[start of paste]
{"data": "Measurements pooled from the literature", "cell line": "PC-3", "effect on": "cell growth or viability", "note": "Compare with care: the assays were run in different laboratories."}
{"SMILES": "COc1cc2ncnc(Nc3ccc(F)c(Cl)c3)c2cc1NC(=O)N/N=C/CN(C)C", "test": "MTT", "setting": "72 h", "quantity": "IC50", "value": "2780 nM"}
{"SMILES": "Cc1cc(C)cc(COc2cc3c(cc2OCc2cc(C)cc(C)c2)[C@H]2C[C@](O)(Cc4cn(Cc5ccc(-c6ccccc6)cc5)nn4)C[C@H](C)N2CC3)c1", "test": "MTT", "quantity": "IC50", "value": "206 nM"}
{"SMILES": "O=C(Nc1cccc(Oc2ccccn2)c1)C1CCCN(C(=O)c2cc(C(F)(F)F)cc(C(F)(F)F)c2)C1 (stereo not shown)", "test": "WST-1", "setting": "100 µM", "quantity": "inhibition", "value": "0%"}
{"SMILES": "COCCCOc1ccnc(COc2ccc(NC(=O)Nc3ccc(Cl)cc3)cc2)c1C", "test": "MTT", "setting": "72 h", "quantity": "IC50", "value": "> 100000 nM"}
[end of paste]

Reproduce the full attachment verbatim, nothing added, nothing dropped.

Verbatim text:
{"data": "Measurements pooled from the literature", "cell line": "PC-3", "effect on": "cell growth or viability", "note": "Compare with care: the assays were run in different laboratories."}
{"SMILES": "COc1cc2ncnc(Nc3ccc(F)c(Cl)c3)c2cc1NC(=O)N/N=C/CN(C)C", "test": "MTT", "setting": "72 h", "quantity": "IC50", "value": "2780 nM"}
{"SMILES": "Cc1cc(C)cc(COc2cc3c(cc2OCc2cc(C)cc(C)c2)[C@H]2C[C@](O)(Cc4cn(Cc5ccc(-c6ccccc6)cc5)nn4)C[C@H](C)N2CC3)c1", "test": "MTT", "quantity": "IC50", "value": "206 nM"}
{"SMILES": "O=C(Nc1cccc(Oc2ccccn2)c1)C1CCCN(C(=O)c2cc(C(F)(F)F)cc(C(F)(F)F)c2)C1 (stereo not shown)", "test": "WST-1", "setting": "100 µM", "quantity": "inhibition", "value": "0%"}
{"SMILES": "COCCCOc1ccnc(COc2ccc(NC(=O)Nc3ccc(Cl)cc3)cc2)c1C", "test": "MTT", "setting": "72 h", "quantity": "IC50", "value": "> 100000 nM"}